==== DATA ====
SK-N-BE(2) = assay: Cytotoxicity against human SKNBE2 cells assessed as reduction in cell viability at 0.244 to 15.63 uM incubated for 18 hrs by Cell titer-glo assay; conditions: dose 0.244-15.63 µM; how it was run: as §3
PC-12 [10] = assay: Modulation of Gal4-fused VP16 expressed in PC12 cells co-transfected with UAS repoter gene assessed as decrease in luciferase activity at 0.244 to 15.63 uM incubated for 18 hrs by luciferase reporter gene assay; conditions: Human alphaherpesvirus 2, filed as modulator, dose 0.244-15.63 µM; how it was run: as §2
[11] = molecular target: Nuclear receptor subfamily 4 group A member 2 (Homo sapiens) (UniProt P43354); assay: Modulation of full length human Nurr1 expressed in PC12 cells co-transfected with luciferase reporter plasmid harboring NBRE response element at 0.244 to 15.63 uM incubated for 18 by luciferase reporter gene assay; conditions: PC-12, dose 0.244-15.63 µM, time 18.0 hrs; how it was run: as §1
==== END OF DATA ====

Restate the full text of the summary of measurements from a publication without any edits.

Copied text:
SK-N-BE(2) = assay: Cytotoxicity against human SKNBE2 cells assessed as reduction in cell viability at 0.244 to 15.63 uM incubated for 18 hrs by Cell titer-glo assay; conditions: dose 0.244-15.63 µM; how it was run: as §3
PC-12 [10] = assay: Modulation of Gal4-fused VP16 expressed in PC12 cells co-transfected with UAS repoter gene assessed as decrease in luciferase activity at 0.244 to 15.63 uM incubated for 18 hrs by luciferase reporter gene assay; conditions: Human alphaherpesvirus 2, filed as modulator, dose 0.244-15.63 µM; how it was run: as §2
[11] = molecular target: Nuclear receptor subfamily 4 group A member 2 (Homo sapiens) (UniProt P43354); assay: Modulation of full length human Nurr1 expressed in PC12 cells co-transfected with luciferase reporter plasmid harboring NBRE response element at 0.244 to 15.63 uM incubated for 18 by luciferase reporter gene assay; conditions: PC-12, dose 0.244-15.63 µM, time 18.0 hrs; how it was run: as §1